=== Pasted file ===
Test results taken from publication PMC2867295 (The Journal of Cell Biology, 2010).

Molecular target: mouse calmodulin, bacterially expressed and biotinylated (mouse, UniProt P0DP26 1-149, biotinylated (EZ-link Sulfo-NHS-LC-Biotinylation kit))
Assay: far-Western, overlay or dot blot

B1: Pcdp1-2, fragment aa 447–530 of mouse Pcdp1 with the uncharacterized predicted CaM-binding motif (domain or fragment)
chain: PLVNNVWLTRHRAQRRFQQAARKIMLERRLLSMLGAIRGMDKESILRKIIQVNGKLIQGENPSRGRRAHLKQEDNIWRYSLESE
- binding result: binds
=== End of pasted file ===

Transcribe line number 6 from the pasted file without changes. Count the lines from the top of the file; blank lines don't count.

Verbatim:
- binding result: binds